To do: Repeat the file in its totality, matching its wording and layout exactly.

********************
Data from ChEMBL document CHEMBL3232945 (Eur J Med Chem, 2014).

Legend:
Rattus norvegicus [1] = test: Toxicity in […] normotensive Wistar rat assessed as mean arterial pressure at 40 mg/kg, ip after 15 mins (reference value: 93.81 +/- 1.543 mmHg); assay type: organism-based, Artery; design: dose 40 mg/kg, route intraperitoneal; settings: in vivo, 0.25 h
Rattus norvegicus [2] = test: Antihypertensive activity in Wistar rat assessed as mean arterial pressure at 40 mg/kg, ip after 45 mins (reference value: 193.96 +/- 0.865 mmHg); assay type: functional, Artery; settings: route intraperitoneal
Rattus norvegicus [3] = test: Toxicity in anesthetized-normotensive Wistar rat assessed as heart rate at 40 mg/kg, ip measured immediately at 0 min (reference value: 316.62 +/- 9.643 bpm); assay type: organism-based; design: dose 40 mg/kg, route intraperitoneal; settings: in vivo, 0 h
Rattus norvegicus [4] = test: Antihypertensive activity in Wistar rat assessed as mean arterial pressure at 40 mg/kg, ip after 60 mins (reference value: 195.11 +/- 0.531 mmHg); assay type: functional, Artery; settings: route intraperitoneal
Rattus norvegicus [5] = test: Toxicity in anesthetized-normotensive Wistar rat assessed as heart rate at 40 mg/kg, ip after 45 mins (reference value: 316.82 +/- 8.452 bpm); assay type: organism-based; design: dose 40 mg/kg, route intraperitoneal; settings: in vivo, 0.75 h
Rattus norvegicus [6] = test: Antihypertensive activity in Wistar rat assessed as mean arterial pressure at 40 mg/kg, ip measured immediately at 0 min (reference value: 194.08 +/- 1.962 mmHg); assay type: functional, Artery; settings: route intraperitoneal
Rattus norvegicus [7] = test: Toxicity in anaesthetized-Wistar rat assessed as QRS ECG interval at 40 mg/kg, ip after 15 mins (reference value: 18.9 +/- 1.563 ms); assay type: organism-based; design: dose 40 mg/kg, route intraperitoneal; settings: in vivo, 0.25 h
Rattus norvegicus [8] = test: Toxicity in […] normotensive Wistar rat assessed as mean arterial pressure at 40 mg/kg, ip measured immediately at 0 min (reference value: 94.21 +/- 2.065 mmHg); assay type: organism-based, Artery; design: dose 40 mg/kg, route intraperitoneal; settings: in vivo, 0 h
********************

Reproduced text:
Data from ChEMBL document CHEMBL3232945 (Eur J Med Chem, 2014).

Legend:
Rattus norvegicus [1] = test: Toxicity in […] normotensive Wistar rat assessed as mean arterial pressure at 40 mg/kg, ip after 15 mins (reference value: 93.81 +/- 1.543 mmHg); assay type: organism-based, Artery; design: dose 40 mg/kg, route intraperitoneal; settings: in vivo, 0.25 h
Rattus norvegicus [2] = test: Antihypertensive activity in Wistar rat assessed as mean arterial pressure at 40 mg/kg, ip after 45 mins (reference value: 193.96 +/- 0.865 mmHg); assay type: functional, Artery; settings: route intraperitoneal
Rattus norvegicus [3] = test: Toxicity in anesthetized-normotensive Wistar rat assessed as heart rate at 40 mg/kg, ip measured immediately at 0 min (reference value: 316.62 +/- 9.643 bpm); assay type: organism-based; design: dose 40 mg/kg, route intraperitoneal; settings: in vivo, 0 h
Rattus norvegicus [4] = test: Antihypertensive activity in Wistar rat assessed as mean arterial pressure at 40 mg/kg, ip after 60 mins (reference value: 195.11 +/- 0.531 mmHg); assay type: functional, Artery; settings: route intraperitoneal
Rattus norvegicus [5] = test: Toxicity in anesthetized-normotensive Wistar rat assessed as heart rate at 40 mg/kg, ip after 45 mins (reference value: 316.82 +/- 8.452 bpm); assay type: organism-based; design: dose 40 mg/kg, route intraperitoneal; settings: in vivo, 0.75 h
Rattus norvegicus [6] = test: Antihypertensive activity in Wistar rat assessed as mean arterial pressure at 40 mg/kg, ip measured immediately at 0 min (reference value: 194.08 +/- 1.962 mmHg); assay type: functional, Artery; settings: route intraperitoneal
Rattus norvegicus [7] = test: Toxicity in anaesthetized-Wistar rat assessed as QRS ECG interval at 40 mg/kg, ip after 15 mins (reference value: 18.9 +/- 1.563 ms); assay type: organism-based; design: dose 40 mg/kg, route intraperitoneal; settings: in vivo, 0.25 h
Rattus norvegicus [8] = test: Toxicity in […] normotensive Wistar rat assessed as mean arterial pressure at 40 mg/kg, ip measured immediately at 0 min (reference value: 94.21 +/- 2.065 mmHg); assay type: organism-based, Artery; design: dose 40 mg/kg, route intraperitoneal; settings: in vivo, 0 h